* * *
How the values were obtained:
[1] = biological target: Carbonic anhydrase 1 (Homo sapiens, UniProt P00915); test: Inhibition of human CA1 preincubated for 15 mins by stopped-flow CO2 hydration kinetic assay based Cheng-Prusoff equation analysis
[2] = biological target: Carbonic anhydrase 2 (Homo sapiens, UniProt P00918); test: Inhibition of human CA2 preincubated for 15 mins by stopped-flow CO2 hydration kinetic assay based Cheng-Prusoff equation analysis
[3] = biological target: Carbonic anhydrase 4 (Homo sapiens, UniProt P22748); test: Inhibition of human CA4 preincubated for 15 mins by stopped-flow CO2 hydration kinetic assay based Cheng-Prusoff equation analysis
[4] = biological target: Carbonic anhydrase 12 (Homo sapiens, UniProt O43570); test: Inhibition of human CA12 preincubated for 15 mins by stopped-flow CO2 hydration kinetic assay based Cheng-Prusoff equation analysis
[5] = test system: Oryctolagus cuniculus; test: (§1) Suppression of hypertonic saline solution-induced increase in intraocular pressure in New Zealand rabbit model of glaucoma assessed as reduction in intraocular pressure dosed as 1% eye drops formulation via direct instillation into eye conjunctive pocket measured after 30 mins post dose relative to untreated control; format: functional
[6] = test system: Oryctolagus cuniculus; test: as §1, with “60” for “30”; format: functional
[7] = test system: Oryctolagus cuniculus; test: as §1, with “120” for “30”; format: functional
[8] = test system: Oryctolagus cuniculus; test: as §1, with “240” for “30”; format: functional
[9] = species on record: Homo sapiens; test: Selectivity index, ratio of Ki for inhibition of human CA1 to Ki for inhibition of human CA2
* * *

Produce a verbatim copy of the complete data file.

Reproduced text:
How the values were obtained:
[1] = biological target: Carbonic anhydrase 1 (Homo sapiens, UniProt P00915); test: Inhibition of human CA1 preincubated for 15 mins by stopped-flow CO2 hydration kinetic assay based Cheng-Prusoff equation analysis
[2] = biological target: Carbonic anhydrase 2 (Homo sapiens, UniProt P00918); test: Inhibition of human CA2 preincubated for 15 mins by stopped-flow CO2 hydration kinetic assay based Cheng-Prusoff equation analysis
[3] = biological target: Carbonic anhydrase 4 (Homo sapiens, UniProt P22748); test: Inhibition of human CA4 preincubated for 15 mins by stopped-flow CO2 hydration kinetic assay based Cheng-Prusoff equation analysis
[4] = biological target: Carbonic anhydrase 12 (Homo sapiens, UniProt O43570); test: Inhibition of human CA12 preincubated for 15 mins by stopped-flow CO2 hydration kinetic assay based Cheng-Prusoff equation analysis
[5] = test system: Oryctolagus cuniculus; test: (§1) Suppression of hypertonic saline solution-induced increase in intraocular pressure in New Zealand rabbit model of glaucoma assessed as reduction in intraocular pressure dosed as 1% eye drops formulation via direct instillation into eye conjunctive pocket measured after 30 mins post dose relative to untreated control; format: functional
[6] = test system: Oryctolagus cuniculus; test: as §1, with “60” for “30”; format: functional
[7] = test system: Oryctolagus cuniculus; test: as §1, with “120” for “30”; format: functional
[8] = test system: Oryctolagus cuniculus; test: as §1, with “240” for “30”; format: functional
[9] = species on record: Homo sapiens; test: Selectivity index, ratio of Ki for inhibition of human CA1 to Ki for inhibition of human CA2